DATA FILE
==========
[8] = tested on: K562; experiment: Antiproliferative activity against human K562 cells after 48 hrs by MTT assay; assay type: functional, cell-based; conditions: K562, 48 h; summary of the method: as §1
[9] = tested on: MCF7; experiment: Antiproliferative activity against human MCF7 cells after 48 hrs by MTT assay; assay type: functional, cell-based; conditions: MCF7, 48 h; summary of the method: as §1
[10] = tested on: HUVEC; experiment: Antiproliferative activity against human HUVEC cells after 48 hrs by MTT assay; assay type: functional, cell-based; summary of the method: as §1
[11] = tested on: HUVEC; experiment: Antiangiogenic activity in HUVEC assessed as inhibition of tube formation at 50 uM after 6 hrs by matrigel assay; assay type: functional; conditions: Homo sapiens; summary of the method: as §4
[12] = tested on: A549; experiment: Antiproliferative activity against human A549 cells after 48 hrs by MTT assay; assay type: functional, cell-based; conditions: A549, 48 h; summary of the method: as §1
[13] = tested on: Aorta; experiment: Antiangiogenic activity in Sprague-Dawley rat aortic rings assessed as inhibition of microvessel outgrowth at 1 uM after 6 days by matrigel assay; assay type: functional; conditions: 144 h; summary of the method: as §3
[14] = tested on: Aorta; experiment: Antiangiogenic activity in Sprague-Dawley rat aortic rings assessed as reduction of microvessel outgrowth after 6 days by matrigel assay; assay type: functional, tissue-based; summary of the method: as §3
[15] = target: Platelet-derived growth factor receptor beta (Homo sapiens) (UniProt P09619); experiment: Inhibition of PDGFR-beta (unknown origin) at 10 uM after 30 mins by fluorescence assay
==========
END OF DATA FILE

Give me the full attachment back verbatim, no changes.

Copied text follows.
[8] = tested on: K562; experiment: Antiproliferative activity against human K562 cells after 48 hrs by MTT assay; assay type: functional, cell-based; conditions: K562, 48 h; summary of the method: as §1
[9] = tested on: MCF7; experiment: Antiproliferative activity against human MCF7 cells after 48 hrs by MTT assay; assay type: functional, cell-based; conditions: MCF7, 48 h; summary of the method: as §1
[10] = tested on: HUVEC; experiment: Antiproliferative activity against human HUVEC cells after 48 hrs by MTT assay; assay type: functional, cell-based; summary of the method: as §1
[11] = tested on: HUVEC; experiment: Antiangiogenic activity in HUVEC assessed as inhibition of tube formation at 50 uM after 6 hrs by matrigel assay; assay type: functional; conditions: Homo sapiens; summary of the method: as §4
[12] = tested on: A549; experiment: Antiproliferative activity against human A549 cells after 48 hrs by MTT assay; assay type: functional, cell-based; conditions: A549, 48 h; summary of the method: as §1
[13] = tested on: Aorta; experiment: Antiangiogenic activity in Sprague-Dawley rat aortic rings assessed as inhibition of microvessel outgrowth at 1 uM after 6 days by matrigel assay; assay type: functional; conditions: 144 h; summary of the method: as §3
[14] = tested on: Aorta; experiment: Antiangiogenic activity in Sprague-Dawley rat aortic rings assessed as reduction of microvessel outgrowth after 6 days by matrigel assay; assay type: functional, tissue-based; summary of the method: as §3
[15] = target: Platelet-derived growth factor receptor beta (Homo sapiens) (UniProt P09619); experiment: Inhibition of PDGFR-beta (unknown origin) at 10 uM after 30 mins by fluorescence assay